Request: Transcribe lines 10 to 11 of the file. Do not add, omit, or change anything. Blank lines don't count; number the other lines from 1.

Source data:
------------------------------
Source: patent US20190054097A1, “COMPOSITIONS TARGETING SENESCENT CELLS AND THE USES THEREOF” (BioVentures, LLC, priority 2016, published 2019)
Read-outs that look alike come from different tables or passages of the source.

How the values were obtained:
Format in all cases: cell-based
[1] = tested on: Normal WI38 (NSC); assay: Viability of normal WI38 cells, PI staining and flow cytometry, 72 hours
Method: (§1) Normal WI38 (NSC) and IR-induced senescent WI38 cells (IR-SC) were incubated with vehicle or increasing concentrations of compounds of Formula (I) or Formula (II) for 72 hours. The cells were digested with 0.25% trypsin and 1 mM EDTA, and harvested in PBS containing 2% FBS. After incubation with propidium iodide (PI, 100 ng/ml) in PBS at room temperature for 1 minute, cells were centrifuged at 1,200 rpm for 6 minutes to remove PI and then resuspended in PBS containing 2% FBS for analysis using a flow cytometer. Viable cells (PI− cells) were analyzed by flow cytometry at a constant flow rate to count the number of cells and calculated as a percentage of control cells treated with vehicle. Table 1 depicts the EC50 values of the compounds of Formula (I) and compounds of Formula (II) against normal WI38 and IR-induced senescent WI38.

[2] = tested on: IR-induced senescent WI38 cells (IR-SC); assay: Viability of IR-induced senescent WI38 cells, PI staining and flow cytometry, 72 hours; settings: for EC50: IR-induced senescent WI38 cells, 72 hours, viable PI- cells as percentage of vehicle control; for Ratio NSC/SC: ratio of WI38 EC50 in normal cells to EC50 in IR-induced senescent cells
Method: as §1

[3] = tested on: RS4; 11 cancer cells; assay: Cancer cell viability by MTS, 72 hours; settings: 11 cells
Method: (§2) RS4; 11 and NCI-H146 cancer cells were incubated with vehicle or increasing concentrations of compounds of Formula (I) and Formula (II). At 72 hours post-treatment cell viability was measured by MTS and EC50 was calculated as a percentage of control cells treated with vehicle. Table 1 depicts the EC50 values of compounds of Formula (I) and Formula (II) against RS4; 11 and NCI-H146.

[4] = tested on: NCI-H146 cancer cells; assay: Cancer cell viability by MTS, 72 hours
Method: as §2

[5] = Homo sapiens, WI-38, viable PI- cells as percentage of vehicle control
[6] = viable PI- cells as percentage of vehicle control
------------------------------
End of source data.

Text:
Method: (§2) RS4; 11 and NCI-H146 cancer cells were incubated with vehicle or increasing concentrations of compounds of Formula (I) and Formula (II). At 72 hours post-treatment cell viability was measured by MTS and EC50 was calculated as a percentage of control cells treated with vehicle. Table 1 depicts the EC50 values of compounds of Formula (I) and Formula (II) against RS4; 11 and NCI-H146.

[4] = tested on: NCI-H146 cancer cells; assay: Cancer cell viability by MTS, 72 hours